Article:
Another utilisation benefit Cornall will be delivering to the hospital using this technology is the use of radio frequency identification (RFID) to control the whereabouts of hospital equipment and to track patients. An example that Cornall explains is the ability to track pressure mattresses or specialist equipment such as infusion pumps, both critical and expensive pieces of equipment. With pressure mattresses there are national targets around pressure sores set by the government, and Cornall believes that tracking the mattresses and getting them to patients faster will help the hospital achieve those targets. The new WLAN means that George Eliot will be able to modernise its telecoms network to unified communications and the well documented advantages it offers. “There are efficiencies to be had so that we can reduce the number of phones and have presence tracking for our staff,” says Cornall. “It is early days on cost reduction and it doesn’t have a target just yet. When we put VitalPAC in we will see savings in beds, administration and I think there will be savings in mobile costs,” he says. Cornall sees the WLAN investment not only as part of immediate improvements to the hospital, but also as part of wider change in the NHS. “There has to be a lot more collaboration,” he says of the growing role of communities of interest in healthcare provision as set out by the current government. “There will be a need for better networks.” Cisilion put in a Cisco WLAN at George Eliot with 177 access points and a triangulation ability to ensure tracking benefits are realised. The project stayed within budget, even though the access points increased during the project. Cornall, like James Thomas at UCLH, is full of ambition for the hospital and is moving its infrastructure forwards while Whitehall seemingly stagnates. “We are doing a service review of our desktop estate. The iPad is very interesting for portability. We have 1400 devices at present, and one of my aspirations is to reduce that so that we can be more flexible. We have operated a single sign-on for all our devices and we have fast user-switching so that there are eight user sessions on one device at one time. This enables us to better utilise our PC estate and provide fast and more flexible access for our clinical users. “I want to set up a clinical portal for patient data, clinical information and appointments. Currently you need to go into different systems and the trust want to bring all that together so that we can join up information. It is complete patient-centricity. “We are trying to do a lot of infrastructure that the clinicians understand. Another development is the move towards an electronic discharge process: it was all paper-based.”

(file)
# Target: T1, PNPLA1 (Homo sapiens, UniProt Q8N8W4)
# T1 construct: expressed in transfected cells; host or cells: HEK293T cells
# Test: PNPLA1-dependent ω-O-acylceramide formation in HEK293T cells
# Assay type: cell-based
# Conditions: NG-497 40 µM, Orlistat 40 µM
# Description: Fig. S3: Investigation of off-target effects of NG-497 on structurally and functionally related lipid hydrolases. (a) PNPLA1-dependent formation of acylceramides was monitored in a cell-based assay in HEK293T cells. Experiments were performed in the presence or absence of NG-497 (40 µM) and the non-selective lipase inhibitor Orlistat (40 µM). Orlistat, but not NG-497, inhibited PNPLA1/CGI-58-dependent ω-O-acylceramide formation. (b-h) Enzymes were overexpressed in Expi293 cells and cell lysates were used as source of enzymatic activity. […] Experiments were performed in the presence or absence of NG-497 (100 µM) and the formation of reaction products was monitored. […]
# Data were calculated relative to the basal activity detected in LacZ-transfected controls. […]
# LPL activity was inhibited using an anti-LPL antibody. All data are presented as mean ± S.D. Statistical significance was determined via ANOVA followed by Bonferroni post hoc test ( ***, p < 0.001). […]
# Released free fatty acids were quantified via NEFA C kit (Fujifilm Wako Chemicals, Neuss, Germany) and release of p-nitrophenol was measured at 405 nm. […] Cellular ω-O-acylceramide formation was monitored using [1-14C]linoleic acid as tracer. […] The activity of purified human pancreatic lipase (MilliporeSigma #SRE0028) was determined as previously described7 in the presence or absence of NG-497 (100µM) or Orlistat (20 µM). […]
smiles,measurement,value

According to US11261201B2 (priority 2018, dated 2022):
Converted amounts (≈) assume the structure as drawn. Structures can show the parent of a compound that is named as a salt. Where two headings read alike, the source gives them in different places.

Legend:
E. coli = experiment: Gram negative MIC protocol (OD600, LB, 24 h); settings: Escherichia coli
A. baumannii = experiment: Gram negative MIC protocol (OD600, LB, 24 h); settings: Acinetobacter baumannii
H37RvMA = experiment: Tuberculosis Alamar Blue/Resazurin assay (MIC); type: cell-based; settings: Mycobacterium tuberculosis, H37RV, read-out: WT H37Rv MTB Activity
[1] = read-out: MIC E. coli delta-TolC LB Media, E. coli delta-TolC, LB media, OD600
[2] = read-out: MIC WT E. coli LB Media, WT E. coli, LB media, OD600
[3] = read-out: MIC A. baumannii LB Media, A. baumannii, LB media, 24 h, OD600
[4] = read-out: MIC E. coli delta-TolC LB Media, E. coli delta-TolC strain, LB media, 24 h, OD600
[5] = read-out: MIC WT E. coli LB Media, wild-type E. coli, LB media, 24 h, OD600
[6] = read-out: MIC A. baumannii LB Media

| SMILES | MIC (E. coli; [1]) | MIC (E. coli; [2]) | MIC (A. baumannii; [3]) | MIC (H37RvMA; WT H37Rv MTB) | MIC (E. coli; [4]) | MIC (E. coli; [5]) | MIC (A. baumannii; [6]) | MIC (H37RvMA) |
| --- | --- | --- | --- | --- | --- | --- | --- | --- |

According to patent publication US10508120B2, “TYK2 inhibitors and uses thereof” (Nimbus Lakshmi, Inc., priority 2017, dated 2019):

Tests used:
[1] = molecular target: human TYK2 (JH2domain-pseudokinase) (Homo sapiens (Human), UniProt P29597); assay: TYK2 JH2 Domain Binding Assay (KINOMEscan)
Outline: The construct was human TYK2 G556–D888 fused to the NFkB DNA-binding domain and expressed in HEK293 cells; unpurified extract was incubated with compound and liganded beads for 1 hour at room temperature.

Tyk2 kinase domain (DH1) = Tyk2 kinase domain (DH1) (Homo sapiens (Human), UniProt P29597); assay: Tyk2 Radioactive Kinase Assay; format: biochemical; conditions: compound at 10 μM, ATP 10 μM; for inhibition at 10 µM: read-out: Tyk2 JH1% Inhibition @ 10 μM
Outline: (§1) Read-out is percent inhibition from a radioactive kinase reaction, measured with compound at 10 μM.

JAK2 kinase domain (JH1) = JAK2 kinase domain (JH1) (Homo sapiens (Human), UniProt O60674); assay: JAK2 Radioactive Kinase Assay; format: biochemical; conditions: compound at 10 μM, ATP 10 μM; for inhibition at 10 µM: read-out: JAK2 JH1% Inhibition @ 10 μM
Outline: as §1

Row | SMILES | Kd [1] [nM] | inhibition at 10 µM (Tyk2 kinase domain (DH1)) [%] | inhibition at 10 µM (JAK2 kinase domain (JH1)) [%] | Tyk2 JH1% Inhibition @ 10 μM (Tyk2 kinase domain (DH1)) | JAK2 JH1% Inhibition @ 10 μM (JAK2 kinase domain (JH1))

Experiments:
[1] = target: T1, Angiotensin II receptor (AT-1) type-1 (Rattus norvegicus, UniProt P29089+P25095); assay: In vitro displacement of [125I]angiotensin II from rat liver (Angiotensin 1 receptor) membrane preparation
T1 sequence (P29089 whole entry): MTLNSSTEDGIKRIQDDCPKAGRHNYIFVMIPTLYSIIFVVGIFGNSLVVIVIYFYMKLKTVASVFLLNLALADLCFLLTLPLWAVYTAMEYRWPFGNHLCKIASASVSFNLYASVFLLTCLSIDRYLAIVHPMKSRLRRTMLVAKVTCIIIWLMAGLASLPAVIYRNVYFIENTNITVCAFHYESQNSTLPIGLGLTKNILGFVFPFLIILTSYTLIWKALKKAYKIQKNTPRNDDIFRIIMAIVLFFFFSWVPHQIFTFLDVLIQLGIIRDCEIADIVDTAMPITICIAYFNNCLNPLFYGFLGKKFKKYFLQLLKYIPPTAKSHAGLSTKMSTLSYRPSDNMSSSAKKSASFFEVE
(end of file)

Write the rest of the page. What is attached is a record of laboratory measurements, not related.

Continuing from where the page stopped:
Programme ‘financially useful’

Cornall, who reports to the director of finance at George Eliot and sits on the executive group of the management team, believes the NPfIT was simply too ambitious. “The vision was brilliant in aspiration, but it was too big to deliver,” Cornall says of the now defunct programm, although he admits it has benefited the Nuneaton hospital: George Eliot has taken on the iSoft patient admin system, as well as radiology and picture archiving technologies out of the NPfIT. “It was financially useful for us, but suppliers don’t see the hospital as the customer they see the Department of Health as the client. So what you gain in scale you lose in flexibility, any changes have to go through a national review process, it can take two years,” Cornall says of life within the programme. “We want to be agile and some of the national systems are not helping with that,” Cornall explains. “You can take a feed from the patient administration system, but you can’t push other data in and do any analysis and that is a missed opportunity.”